I never buy stocks on the IPO, but Snowflake could be an exception

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There is a certain allure of finding the next big thing, going downstairs and leading it to untold riches. And there are certainly those investors who feel that the best way to make this dream come true is to put their hard-earned money to use in the upcoming public offering (IPO). Unfortunately, the reality is usually quite different, and in most cases the only people who get rich when a company goes public are the founders and the first private investors.

As a long-time investor, I have made it a general rule of thumb to avoid buying stocks when they are debuting on the public markets – and there are many reasons why (I’ll come back to this in one minute) .

Having said that, I am considering breaking my own rule and putting a small amount of my own money into an upcoming IPO that shows more than the average amount of pledges: Snowflake.

Image source: Getty Images.

The basics

Snowflake is a cloud-based data management company that plans to trade its shares on the New York Stock Exchange using the ticker symbol “SNOW”. The company has yet to schedule its debut, but some reports suggest the IPO could take place as early as Wednesday next week.

A recent regulatory filing reveals that Snowflake plans to offer 28 million shares in a range of $ 75 to $ 85 per share, which would raise more than $ 2.7 billion for the start-up. That would value the company at nearly $ 24 billion in the high end.

Many reasons to avoid IPOs

Individual investors almost never intervene in the IPO (price), especially when there is a high level of interest, as there seems to be with Snowflake. This privilege is reserved for investment banks and institutional investors, who have better access to equities before they go public. Additionally, IPOs are usually much riskier than your average investment as they come with a lot of uncertainty due to the lack of significant track record that comes with these fledgling companies.

There are other potential problems. Just because a company has captured the public’s imagination doesn’t mean it will be a good investment. Elevator and Uber were some of the most anticipated IPOs in the years they debuted just weeks apart in early 2019, but they didn’t live up to the hype. Since their IPOs, Lyft and Uber have fallen 62% and 12%, respectively, leaving early investors to hold the bag.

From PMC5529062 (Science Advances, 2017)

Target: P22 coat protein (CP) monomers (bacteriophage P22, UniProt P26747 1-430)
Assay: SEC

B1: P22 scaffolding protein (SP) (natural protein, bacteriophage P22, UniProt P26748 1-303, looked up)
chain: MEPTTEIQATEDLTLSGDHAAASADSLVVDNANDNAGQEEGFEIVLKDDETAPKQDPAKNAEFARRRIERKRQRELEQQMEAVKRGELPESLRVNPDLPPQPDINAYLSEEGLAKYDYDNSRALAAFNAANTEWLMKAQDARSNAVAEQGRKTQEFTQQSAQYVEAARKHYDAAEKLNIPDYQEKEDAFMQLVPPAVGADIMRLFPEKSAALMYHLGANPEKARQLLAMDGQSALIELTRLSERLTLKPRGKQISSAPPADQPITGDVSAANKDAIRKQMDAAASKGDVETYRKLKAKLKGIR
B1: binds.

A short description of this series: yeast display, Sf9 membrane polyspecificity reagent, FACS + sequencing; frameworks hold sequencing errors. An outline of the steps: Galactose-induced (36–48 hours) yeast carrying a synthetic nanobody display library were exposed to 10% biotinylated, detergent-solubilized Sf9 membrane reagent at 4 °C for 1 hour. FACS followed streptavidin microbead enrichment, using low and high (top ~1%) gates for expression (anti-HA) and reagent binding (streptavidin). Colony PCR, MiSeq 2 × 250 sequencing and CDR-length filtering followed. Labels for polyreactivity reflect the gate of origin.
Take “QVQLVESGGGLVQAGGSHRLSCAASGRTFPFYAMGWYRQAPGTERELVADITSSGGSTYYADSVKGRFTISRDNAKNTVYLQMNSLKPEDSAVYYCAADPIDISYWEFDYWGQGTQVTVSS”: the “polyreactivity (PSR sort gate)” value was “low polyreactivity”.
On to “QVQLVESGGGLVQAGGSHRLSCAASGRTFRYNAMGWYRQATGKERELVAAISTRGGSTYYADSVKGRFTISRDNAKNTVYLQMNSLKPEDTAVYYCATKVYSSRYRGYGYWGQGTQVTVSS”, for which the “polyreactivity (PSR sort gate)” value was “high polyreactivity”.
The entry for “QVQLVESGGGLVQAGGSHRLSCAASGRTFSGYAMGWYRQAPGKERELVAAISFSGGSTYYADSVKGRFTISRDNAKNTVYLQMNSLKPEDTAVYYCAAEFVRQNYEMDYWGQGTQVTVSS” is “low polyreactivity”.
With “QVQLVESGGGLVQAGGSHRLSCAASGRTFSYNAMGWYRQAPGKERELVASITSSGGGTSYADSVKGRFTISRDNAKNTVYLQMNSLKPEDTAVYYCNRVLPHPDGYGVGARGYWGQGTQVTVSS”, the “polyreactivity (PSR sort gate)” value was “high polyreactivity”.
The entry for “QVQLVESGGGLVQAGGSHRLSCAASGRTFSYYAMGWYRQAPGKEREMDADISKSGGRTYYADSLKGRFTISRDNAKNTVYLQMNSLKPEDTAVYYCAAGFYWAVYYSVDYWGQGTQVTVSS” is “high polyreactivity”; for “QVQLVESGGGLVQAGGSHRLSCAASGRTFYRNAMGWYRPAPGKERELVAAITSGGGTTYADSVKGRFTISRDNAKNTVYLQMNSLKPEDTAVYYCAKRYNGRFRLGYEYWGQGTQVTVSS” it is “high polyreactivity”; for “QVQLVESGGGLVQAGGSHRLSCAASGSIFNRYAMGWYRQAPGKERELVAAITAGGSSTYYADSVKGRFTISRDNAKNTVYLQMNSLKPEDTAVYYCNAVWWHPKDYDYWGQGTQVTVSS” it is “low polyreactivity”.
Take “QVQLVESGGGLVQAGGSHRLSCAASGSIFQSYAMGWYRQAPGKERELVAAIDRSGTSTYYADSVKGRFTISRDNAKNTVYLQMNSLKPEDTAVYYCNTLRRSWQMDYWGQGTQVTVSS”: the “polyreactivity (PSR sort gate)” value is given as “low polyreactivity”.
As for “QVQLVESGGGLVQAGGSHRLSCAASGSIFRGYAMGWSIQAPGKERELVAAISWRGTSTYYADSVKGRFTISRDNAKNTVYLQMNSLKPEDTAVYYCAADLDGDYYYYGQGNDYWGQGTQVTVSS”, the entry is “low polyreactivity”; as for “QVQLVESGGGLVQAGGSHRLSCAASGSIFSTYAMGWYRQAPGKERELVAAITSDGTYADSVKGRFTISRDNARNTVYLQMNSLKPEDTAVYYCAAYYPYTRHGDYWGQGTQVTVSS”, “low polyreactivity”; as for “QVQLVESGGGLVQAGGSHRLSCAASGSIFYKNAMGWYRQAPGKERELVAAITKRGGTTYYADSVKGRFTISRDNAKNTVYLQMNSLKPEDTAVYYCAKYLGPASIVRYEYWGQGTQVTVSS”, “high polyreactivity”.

For each rule, there is an exception

There are several reasons why I am considering an investment in Snowflake. The first is the company’s staggering revenue growth rate, even though its balance sheet is admittedly short.

For the fiscal year ended Jan.31, 2020, Snowflake reported revenue of nearly $ 265 million, up 173% year-over-year. The breakneck pace of growth continued in the first half of 2020, with revenue of $ 242 million, up 133%. It should be noted that the earnings for the first six months of this year are almost at the same level as last year – that’s saying something. It’s also important to note that the company’s bottom line is still solidly in the red, as its net loss of $ 349 million last year worsened from a loss of $ 178 million the year. former. There has been an improvement over the past six months, however, as Snowflake reduced its losses to $ 171 million, from $ 177 million the year before.

There is more. Just this week, Snowflake revealed that there are some high profile backers for his public debut. Warren Buffett at the helm Berkshire Hathaway (NYSE: BRK.A) (NYSE: BRK.B) and salesforce.com (NYSE: CRM) have each agreed to invest $ 250 million in the company through concurrent private placements at a price equal to the final IPO price. In addition, Berkshire will also buy an additional 4 million shares from the former CEO of Snowflake in a private transaction, also paying the price of the IPO. This could bring Buffett’s total investment to over $ 500 million.

The letters IPO superimposed on a stack of $ 100 bills.

Image source: Getty Images.

Salesforce Ventures, the tech giant’s investment arm, has a pretty impressive track record for investing in early-stage tech start-ups. The company has already invested in Focus on video communications, Twilio, and DocuSign, each of which has enjoyed enormous success since their public debut.

Warren Buffett has avoided IPOs, joking in 2016: “You don’t have to really worry about what is really going on in IPOs. People are winning lotteries every day… ”He took it one step further last year when he said in an interview,“ In 54 years, I don’t think Berkshire has ever bought a new number. ”

It’s important to note that it was probably not Buffett himself who took the initiative, but one of his trusted money managers, Ted Weschler or Todd Combs – either way, it broke. over half a century of tradition at Berkshire Hathaway. If such respected investors think Snowflake is a buy, the company gets an additional boost in credibility.

Is it worth it?

Given the rate of stratospheric growth, the secular strong winds of cloud computing, and the support of Buffett (indirectly) and Salesforce, I could break my own rule and invest in the Snowflake IPO. While there are still plenty of reasons to stay away, Snowflake has a few things going for it that other recent and upcoming debuts just can’t match.

I understand that the business is not yet profitable and falls squarely into the high risk and high return category. As such – even if I invest on the day of the IPO – it would still be with a very small amount of money, proportional to the higher degree of risk.



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